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International Journal of Medicinal Mushrooms
Fator do impacto: 1.423 FI de cinco anos: 1.525 SJR: 0.431 SNIP: 0.716 CiteScore™: 2.6

ISSN Imprimir: 1521-9437
ISSN On-line: 1940-4344

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International Journal of Medicinal Mushrooms

DOI: 10.1615/IntJMedMushrooms.v7.i3.300
377 pages

The Clinical Use of Mushrooms in Oncology

Steven Kh. Aung
9904-106 Street NW, Edmonton, Alberta T5K 1C4, Canada


Oncology, from a traditional Chinese medicine (TCM) perspective, is known as Ai Zhi, which signifies physiological accumulation of the “mass,” which is pushing out and spreading to various cells and organs in the body. It is also associated with the accumulation of phlegm, which may be generally defined as a pathogenic, chronic accumulation of mucus in various organ systems, especially the stomach and the bladder organ/meridian systems, which causes severe blockage of Qi (vital energy), subsequently causing blood stagnation and mass formation. This may lead to cancer. Another major cause of cancer, according to TCM theory, is blood stasis. In TCM oncology, the major emphasis is to eliminate phlegm and blood stagnation/stasis. Various methods are used for these purposes, and nutritional/herbal medicine plays a central role. Mushrooms were proven clinically useful in fighting cancer, especially the Ganoderma lucidum (W.Curt.:Fr.)Lloyd (Ling Zhi or Reishi), Lentinus edodes (Berk.) Singer (Shiitake) species.
Mushrooms are good not only for immunoenhancement, but also to complement Western chemotherapy and radiation therapy. Mushrooms contain a number of polysaccharides and secondary metabolites, which work by countering the side-effects of cancer such as nausea, bone marrow suppression, anemia, and lowered resistance.
It is also vitally important to consider the aspects of internal body harmony in conjunction with the mental and spiritual aspects, involving the suffering patients, their families and friends, and the various physicians and other caregivers involved. In medical acupuncture clinics, certain medicinal mushroom products approved by the Canadian government and other governments are useful adjuncts in treating invasive tumors and the pain of cancer as well as the side-effects of chemotherapy, radiation, and surgery, such as the following:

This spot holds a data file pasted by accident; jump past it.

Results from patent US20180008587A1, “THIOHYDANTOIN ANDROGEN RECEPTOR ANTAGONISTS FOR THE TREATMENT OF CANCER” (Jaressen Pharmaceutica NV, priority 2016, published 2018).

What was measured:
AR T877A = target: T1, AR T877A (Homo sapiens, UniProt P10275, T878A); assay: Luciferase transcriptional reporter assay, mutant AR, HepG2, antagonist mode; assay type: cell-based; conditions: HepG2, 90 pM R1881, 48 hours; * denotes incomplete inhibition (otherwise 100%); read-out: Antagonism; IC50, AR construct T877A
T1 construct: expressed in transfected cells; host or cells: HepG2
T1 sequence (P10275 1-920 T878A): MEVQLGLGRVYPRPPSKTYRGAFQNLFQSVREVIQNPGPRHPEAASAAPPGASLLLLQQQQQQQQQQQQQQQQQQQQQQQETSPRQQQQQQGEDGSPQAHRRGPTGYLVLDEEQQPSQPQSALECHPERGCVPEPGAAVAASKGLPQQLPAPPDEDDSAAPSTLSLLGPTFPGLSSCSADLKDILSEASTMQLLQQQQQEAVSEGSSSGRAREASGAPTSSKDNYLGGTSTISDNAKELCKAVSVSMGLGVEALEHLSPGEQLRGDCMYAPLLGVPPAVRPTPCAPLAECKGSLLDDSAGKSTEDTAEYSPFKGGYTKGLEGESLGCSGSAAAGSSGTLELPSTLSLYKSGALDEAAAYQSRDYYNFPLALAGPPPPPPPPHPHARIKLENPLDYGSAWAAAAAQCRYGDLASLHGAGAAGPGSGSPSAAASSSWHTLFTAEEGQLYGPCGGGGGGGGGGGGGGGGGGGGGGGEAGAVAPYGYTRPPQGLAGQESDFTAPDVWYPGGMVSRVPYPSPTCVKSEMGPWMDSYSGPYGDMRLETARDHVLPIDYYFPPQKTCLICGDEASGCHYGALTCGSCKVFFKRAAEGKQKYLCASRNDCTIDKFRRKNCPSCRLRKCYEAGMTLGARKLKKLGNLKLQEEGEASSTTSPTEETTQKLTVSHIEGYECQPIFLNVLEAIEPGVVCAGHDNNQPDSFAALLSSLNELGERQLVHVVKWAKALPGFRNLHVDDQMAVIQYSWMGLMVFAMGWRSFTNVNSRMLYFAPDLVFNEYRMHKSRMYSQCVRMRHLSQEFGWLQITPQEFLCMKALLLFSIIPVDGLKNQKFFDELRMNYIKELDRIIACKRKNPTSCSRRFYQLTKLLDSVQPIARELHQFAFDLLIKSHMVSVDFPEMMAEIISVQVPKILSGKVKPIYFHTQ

• Comely: this capsule, made in Hong Kong, contains wild Ling Zhi (with several of its polysaccharides and secondary metabolites) as well as various pollens and also saponins of Gynostemma pentaphylla (a species of Ginseng).
  • Golden Lu Bao Ling Zhi: this capsule, made in Hong Kong, is an extract of Ling Zhi, containing six different wild Ling Zhi species gathered from the mountains of the Taishan region of China.
  • Ginseng, Reishi Pearl, and Pollen Tablet: made in Guangzhou, China, the main ingredients of this tablet are Ginseng (30%), wild Ling Zhi (25%), and honey enriched pollen (25%).
  • Yun Zhi: a capsule made in Guiyang, China, it is 100% Trametes versicolor (L.:Fr.)Pilát (=Coriolus versicolor) (Lu Bao Yun Zhi mushroom).
The above products containing various mushroom ingredients are all sterile, purified, carefully packaged, quality-controlled products approved by the Canadian government for appropriate medical distribution. In my own medical acupuncture clinic, they are prescribed as adjunctive methods.
In the traditional Chinese medical system, acupuncture is thought to have a relatively fast effect on pain control and vital energy (Qi) balancing, whereas nutritional and herbal therapeutic modalities have a slower but deeper effect in the major internal organs. From an integrative medical perspective, cancer and other patients are required to maintain close and direct contact with their own personal family physicians and specialists, such as oncologists, for optimum health for all concerned.

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